A transitional figure from the Beat Generation and Civil Rights Era, Baraka is known as the father of the Black Arts Movement. Baraka is also one of the true giants of international poetry and a towering presence in the U.S. The talk will be immediately followed by a discussion with literary producer Justin Desmangles, and conclude with a question and answer session with the audience.
Oh baby, it’s on! It’s craigslist‘s namesake, Craig Newmark, the Daimyo of the Internets, live, in person, at San Francisco’s Fort Mason (right next to Green’s Restaurant, AFAIK) this Tuesday, Tuesday, Tuesday, March 24th, 2009 at 7:30 PM.
Here’s the problem, though - this affair is open to the general public and it’s free and there’s beer and wine afterwards, so tickets are going to go like hotcakes. Don’t look for them here at the tickets section of CL, just go to this page to get in on the action.
Is Craig a pimp? Perhaps moderator Douglas McGray, Irvine Fellow, New America Foundation will ask about that:
Don’t click to expand.
Fort Mason Center
Golden Gate Room at the Conference Center, Building A
craigslist.org may be the only site where you can get anything you need for life cheap, or even for free. The free community classifieds service, launched as an email listserv for San Franciscans in 1995, helps over 50 million monthly users find homes, jobs, cars, stuff, spouses, friends and flings. The site’s simple design and old age (in Internet company years) hasn’t kept it from being at the pulse of online life. craigslist is one of the top internet websites registering over 13 billion page views per month. The daily flurry of activity on the site has created a full-fledged culture of craigslist in communities around the world–even as most on the site simply want to sell or acquire something, many users participate in ongoing conversations. Founder Craig Newmark visits Zócalo to talk about the web and social change, net neutrality and government transparency, education, and political causes like supporting veterans and building a stable environment for peace on the West Bank.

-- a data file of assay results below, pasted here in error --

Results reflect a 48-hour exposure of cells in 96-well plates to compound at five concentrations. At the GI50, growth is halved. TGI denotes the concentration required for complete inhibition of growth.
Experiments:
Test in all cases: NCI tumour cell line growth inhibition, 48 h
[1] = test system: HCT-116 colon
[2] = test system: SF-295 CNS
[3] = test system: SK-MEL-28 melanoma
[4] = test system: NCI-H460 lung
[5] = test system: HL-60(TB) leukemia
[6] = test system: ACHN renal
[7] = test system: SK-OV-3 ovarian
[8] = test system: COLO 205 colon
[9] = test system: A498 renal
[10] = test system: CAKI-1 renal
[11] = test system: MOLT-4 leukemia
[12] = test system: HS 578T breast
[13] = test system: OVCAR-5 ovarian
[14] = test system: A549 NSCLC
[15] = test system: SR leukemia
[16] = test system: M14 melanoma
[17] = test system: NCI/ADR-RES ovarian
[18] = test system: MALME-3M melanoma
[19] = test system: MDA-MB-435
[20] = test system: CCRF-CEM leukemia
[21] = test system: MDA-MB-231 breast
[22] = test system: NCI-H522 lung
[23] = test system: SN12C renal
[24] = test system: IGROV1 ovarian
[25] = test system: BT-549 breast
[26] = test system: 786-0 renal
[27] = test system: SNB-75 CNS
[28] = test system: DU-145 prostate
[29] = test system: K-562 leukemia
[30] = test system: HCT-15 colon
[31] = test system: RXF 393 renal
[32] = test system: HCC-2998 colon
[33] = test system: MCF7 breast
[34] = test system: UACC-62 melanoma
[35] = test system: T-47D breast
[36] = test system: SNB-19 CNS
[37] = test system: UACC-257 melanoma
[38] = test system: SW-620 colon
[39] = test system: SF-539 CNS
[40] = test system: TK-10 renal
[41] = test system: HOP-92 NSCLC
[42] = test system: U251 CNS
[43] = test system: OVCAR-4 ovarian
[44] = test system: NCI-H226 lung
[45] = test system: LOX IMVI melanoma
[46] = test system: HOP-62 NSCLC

The New America Foundation is a nonprofit, nonpartisan public policy institute based in Washington, D.C.